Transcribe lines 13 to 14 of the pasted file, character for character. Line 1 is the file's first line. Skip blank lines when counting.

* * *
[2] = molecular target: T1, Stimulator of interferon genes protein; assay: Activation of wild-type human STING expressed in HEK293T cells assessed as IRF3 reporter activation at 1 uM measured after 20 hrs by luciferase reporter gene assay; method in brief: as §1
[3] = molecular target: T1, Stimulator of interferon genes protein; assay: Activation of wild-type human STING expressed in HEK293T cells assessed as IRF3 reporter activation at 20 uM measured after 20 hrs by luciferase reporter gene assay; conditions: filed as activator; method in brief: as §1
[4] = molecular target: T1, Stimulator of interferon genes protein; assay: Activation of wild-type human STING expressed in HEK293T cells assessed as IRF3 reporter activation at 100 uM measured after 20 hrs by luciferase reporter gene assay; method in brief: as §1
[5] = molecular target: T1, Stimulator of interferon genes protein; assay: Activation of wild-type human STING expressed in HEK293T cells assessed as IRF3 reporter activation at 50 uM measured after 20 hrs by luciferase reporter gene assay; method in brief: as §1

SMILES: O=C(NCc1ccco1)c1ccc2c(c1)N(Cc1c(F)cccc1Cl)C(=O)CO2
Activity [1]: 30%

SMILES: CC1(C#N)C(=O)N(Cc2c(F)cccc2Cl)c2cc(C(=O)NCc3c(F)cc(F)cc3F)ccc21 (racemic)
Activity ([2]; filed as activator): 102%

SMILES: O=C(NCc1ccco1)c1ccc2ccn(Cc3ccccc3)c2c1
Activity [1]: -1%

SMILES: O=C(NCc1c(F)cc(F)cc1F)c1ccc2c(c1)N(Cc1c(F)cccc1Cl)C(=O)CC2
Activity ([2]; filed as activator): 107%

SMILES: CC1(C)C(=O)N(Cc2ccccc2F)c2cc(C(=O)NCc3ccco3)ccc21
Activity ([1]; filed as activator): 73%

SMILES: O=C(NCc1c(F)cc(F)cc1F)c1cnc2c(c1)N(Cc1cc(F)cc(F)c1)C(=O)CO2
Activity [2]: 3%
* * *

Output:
SMILES: CC1(C)C(=O)N(Cc2ccccc2F)c2cc(C(=O)NCc3ccco3)ccc21
Activity ([1]; filed as activator): 73%